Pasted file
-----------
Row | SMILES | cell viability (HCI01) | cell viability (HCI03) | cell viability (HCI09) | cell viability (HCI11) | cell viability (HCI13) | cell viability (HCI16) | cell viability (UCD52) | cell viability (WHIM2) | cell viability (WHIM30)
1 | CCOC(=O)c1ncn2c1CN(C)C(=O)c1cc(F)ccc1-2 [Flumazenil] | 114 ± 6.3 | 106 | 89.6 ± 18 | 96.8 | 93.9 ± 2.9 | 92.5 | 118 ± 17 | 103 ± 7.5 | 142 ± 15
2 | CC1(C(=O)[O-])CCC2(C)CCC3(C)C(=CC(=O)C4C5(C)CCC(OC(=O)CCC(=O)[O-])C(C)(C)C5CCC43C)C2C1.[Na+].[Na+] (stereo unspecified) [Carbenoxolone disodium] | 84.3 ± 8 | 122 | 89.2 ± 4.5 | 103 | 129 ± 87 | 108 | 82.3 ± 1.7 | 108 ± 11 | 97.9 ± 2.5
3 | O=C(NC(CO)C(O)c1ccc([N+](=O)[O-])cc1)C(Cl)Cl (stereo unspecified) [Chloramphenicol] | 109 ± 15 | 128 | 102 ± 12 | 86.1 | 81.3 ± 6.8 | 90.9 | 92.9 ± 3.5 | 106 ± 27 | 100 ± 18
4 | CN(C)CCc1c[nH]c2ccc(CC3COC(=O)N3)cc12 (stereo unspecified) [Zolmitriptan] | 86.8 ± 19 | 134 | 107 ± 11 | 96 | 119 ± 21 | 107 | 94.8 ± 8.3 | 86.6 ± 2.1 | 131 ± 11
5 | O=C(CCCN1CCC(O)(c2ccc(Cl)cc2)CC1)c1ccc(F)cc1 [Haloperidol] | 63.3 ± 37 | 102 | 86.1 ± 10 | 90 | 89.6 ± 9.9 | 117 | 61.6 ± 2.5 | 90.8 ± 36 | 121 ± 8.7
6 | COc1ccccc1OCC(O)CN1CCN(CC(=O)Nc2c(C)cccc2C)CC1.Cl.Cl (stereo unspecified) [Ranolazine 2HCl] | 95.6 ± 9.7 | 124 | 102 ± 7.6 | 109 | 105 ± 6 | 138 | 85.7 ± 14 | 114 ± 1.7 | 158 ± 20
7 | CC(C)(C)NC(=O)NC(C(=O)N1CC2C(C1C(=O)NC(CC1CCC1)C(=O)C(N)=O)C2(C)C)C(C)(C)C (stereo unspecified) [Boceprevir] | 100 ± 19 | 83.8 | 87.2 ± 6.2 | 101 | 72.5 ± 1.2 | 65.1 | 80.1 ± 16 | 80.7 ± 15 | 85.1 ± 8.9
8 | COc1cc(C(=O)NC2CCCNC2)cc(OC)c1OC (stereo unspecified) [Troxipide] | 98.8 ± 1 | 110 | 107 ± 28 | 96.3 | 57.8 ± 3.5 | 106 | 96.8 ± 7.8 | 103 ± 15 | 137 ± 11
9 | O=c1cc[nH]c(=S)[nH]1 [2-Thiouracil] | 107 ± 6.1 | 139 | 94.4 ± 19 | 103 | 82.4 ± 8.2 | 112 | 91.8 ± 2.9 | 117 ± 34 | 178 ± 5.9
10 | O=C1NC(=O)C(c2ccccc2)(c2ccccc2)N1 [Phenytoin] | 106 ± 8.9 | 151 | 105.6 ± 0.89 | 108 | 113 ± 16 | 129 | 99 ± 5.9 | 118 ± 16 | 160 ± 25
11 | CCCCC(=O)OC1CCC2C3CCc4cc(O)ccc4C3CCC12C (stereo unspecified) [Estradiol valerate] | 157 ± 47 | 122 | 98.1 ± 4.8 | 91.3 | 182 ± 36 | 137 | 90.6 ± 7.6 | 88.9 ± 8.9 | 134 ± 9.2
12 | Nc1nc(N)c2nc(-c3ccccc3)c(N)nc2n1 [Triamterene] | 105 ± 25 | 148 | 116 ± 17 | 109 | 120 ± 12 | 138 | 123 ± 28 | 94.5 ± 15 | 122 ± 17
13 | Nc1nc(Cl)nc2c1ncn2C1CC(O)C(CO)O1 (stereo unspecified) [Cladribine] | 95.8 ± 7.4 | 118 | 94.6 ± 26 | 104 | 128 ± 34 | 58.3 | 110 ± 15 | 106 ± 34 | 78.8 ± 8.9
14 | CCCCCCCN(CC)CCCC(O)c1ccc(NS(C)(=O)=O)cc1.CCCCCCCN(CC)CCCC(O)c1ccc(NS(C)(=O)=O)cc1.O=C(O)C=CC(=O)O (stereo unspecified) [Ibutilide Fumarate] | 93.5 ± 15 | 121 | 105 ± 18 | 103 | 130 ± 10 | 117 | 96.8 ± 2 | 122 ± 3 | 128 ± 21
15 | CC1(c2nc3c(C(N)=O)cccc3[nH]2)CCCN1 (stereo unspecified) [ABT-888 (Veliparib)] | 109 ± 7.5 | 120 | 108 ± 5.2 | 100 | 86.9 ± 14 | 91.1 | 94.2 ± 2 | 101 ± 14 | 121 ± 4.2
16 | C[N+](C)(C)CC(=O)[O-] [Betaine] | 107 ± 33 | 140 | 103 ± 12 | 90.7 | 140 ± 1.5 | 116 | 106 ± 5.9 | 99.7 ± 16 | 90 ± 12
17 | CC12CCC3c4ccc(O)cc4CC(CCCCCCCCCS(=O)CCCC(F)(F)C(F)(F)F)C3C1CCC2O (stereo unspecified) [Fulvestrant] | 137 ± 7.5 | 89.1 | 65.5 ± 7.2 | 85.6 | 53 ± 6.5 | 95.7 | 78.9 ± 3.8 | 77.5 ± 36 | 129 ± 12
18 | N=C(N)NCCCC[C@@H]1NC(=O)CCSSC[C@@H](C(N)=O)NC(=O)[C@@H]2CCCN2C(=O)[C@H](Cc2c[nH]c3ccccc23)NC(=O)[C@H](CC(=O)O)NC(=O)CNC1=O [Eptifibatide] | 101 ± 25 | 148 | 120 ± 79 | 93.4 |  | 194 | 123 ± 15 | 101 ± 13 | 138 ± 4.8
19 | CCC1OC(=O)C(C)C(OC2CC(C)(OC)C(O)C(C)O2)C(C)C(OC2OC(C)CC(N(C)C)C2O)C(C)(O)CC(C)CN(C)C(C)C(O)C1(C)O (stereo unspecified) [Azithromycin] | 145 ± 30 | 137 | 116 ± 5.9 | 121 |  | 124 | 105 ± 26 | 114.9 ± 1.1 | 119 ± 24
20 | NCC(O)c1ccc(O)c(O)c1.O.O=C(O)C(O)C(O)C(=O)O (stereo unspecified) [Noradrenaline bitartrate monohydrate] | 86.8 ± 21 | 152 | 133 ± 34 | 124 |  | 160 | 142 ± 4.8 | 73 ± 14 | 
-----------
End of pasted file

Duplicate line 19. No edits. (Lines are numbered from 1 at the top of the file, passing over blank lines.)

18 | N=C(N)NCCCC[C@@H]1NC(=O)CCSSC[C@@H](C(N)=O)NC(=O)[C@@H]2CCCN2C(=O)[C@H](Cc2c[nH]c3ccccc23)NC(=O)[C@H](CC(=O)O)NC(=O)CNC1=O [Eptifibatide] | 101 ± 25 | 148 | 120 ± 79 | 93.4 |  | 194 | 123 ± 15 | 101 ± 13 | 138 ± 4.8